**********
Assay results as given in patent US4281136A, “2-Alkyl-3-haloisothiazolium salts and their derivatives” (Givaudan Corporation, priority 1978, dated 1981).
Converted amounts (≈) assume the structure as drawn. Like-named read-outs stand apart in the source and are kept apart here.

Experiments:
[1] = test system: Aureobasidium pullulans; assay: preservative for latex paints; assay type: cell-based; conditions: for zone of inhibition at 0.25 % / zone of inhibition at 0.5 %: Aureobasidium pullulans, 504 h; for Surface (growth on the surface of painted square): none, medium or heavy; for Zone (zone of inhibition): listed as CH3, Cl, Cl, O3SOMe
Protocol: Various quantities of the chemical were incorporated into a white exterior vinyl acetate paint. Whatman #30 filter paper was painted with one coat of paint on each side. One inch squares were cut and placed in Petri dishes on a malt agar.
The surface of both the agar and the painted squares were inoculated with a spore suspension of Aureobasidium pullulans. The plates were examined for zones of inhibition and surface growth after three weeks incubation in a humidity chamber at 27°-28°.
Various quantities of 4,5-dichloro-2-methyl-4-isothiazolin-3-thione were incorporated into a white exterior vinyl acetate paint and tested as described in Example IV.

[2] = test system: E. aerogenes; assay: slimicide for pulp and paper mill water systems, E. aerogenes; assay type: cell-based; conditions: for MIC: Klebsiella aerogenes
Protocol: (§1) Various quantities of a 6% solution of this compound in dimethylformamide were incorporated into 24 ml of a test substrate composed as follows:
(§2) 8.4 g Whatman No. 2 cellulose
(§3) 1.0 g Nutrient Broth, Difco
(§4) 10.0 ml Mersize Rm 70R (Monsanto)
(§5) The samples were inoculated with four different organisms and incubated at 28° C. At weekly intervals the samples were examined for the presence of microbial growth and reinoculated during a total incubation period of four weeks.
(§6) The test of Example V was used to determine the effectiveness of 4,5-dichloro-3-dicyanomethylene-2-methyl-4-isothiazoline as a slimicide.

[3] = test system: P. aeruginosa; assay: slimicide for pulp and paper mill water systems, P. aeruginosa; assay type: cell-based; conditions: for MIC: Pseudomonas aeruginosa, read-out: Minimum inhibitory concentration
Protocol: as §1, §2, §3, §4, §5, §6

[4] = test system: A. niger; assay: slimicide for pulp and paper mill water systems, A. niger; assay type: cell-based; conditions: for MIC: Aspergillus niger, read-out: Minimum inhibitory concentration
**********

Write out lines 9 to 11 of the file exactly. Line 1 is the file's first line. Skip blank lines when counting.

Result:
Protocol: (§1) Various quantities of a 6% solution of this compound in dimethylformamide were incorporated into 24 ml of a test substrate composed as follows:
(§2) 8.4 g Whatman No. 2 cellulose
(§3) 1.0 g Nutrient Broth, Difco